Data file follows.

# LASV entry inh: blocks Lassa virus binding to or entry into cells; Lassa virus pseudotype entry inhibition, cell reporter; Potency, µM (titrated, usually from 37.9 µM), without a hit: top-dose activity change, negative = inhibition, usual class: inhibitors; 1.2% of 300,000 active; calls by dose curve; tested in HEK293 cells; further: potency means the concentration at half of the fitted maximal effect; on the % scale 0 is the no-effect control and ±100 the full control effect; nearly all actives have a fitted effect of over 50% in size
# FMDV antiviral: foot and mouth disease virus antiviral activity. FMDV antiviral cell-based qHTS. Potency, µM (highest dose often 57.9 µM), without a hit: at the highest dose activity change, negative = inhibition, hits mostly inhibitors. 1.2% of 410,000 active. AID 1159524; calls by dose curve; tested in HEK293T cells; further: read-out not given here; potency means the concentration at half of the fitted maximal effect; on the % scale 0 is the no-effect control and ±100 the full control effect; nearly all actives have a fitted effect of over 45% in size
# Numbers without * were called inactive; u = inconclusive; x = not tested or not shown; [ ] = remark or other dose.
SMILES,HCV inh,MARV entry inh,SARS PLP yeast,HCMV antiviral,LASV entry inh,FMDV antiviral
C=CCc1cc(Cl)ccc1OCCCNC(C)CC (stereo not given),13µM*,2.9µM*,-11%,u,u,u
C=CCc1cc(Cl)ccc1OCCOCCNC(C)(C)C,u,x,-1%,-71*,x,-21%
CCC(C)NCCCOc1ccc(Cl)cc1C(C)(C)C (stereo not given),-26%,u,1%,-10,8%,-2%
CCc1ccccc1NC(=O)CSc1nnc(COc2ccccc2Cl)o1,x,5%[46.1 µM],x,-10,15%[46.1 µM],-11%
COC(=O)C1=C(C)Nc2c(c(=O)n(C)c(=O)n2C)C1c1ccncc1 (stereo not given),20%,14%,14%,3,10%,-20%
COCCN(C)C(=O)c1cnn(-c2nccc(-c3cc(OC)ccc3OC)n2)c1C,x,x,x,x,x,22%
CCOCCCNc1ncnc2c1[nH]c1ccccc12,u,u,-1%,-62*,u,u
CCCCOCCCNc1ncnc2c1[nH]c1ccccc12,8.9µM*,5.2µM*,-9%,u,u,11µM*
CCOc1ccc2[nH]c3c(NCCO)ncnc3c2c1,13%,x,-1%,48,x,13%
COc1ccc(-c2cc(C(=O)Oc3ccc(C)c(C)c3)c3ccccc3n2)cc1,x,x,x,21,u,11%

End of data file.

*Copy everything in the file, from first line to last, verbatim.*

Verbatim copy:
# LASV entry inh: blocks Lassa virus binding to or entry into cells; Lassa virus pseudotype entry inhibition, cell reporter; Potency, µM (titrated, usually from 37.9 µM), without a hit: top-dose activity change, negative = inhibition, usual class: inhibitors; 1.2% of 300,000 active; calls by dose curve; tested in HEK293 cells; further: potency means the concentration at half of the fitted maximal effect; on the % scale 0 is the no-effect control and ±100 the full control effect; nearly all actives have a fitted effect of over 50% in size
# FMDV antiviral: foot and mouth disease virus antiviral activity. FMDV antiviral cell-based qHTS. Potency, µM (highest dose often 57.9 µM), without a hit: at the highest dose activity change, negative = inhibition, hits mostly inhibitors. 1.2% of 410,000 active. AID 1159524; calls by dose curve; tested in HEK293T cells; further: read-out not given here; potency means the concentration at half of the fitted maximal effect; on the % scale 0 is the no-effect control and ±100 the full control effect; nearly all actives have a fitted effect of over 45% in size
# Numbers without * were called inactive; u = inconclusive; x = not tested or not shown; [ ] = remark or other dose.
SMILES,HCV inh,MARV entry inh,SARS PLP yeast,HCMV antiviral,LASV entry inh,FMDV antiviral
C=CCc1cc(Cl)ccc1OCCCNC(C)CC (stereo not given),13µM*,2.9µM*,-11%,u,u,u
C=CCc1cc(Cl)ccc1OCCOCCNC(C)(C)C,u,x,-1%,-71*,x,-21%
CCC(C)NCCCOc1ccc(Cl)cc1C(C)(C)C (stereo not given),-26%,u,1%,-10,8%,-2%
CCc1ccccc1NC(=O)CSc1nnc(COc2ccccc2Cl)o1,x,5%[46.1 µM],x,-10,15%[46.1 µM],-11%
COC(=O)C1=C(C)Nc2c(c(=O)n(C)c(=O)n2C)C1c1ccncc1 (stereo not given),20%,14%,14%,3,10%,-20%
COCCN(C)C(=O)c1cnn(-c2nccc(-c3cc(OC)ccc3OC)n2)c1C,x,x,x,x,x,22%
CCOCCCNc1ncnc2c1[nH]c1ccccc12,u,u,-1%,-62*,u,u
CCCCOCCCNc1ncnc2c1[nH]c1ccccc12,8.9µM*,5.2µM*,-9%,u,u,11µM*
CCOc1ccc2[nH]c3c(NCCO)ncnc3c2c1,13%,x,-1%,48,x,13%
COc1ccc(-c2cc(C(=O)Oc3ccc(C)c(C)c3)c3ccccc3n2)cc1,x,x,x,21,u,11%